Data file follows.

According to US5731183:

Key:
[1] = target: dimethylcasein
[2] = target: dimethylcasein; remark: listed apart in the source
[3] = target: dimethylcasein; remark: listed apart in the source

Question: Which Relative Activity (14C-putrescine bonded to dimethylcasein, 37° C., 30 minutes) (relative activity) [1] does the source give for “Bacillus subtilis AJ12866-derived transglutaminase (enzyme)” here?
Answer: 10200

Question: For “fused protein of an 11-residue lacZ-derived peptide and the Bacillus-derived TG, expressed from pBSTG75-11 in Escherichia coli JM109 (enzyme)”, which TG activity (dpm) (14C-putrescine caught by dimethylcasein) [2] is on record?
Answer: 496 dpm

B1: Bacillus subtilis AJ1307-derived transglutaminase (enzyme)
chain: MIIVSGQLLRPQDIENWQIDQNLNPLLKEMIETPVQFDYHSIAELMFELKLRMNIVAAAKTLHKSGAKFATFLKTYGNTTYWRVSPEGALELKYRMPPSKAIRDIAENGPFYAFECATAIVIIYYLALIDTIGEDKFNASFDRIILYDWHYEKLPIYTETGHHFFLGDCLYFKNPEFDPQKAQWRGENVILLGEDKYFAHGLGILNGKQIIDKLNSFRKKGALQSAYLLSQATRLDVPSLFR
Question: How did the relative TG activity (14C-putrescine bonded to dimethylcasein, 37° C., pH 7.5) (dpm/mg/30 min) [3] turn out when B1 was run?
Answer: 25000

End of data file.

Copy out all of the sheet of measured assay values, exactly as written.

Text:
According to US5731183:

Key:
[1] = target: dimethylcasein
[2] = target: dimethylcasein; remark: listed apart in the source
[3] = target: dimethylcasein; remark: listed apart in the source

Question: Which Relative Activity (14C-putrescine bonded to dimethylcasein, 37° C., 30 minutes) (relative activity) [1] does the source give for “Bacillus subtilis AJ12866-derived transglutaminase (enzyme)” here?
Answer: 10200

Question: For “fused protein of an 11-residue lacZ-derived peptide and the Bacillus-derived TG, expressed from pBSTG75-11 in Escherichia coli JM109 (enzyme)”, which TG activity (dpm) (14C-putrescine caught by dimethylcasein) [2] is on record?
Answer: 496 dpm

B1: Bacillus subtilis AJ1307-derived transglutaminase (enzyme)
chain: MIIVSGQLLRPQDIENWQIDQNLNPLLKEMIETPVQFDYHSIAELMFELKLRMNIVAAAKTLHKSGAKFATFLKTYGNTTYWRVSPEGALELKYRMPPSKAIRDIAENGPFYAFECATAIVIIYYLALIDTIGEDKFNASFDRIILYDWHYEKLPIYTETGHHFFLGDCLYFKNPEFDPQKAQWRGENVILLGEDKYFAHGLGILNGKQIIDKLNSFRKKGALQSAYLLSQATRLDVPSLFR
Question: How did the relative TG activity (14C-putrescine bonded to dimethylcasein, 37° C., pH 7.5) (dpm/mg/30 min) [3] turn out when B1 was run?
Answer: 25000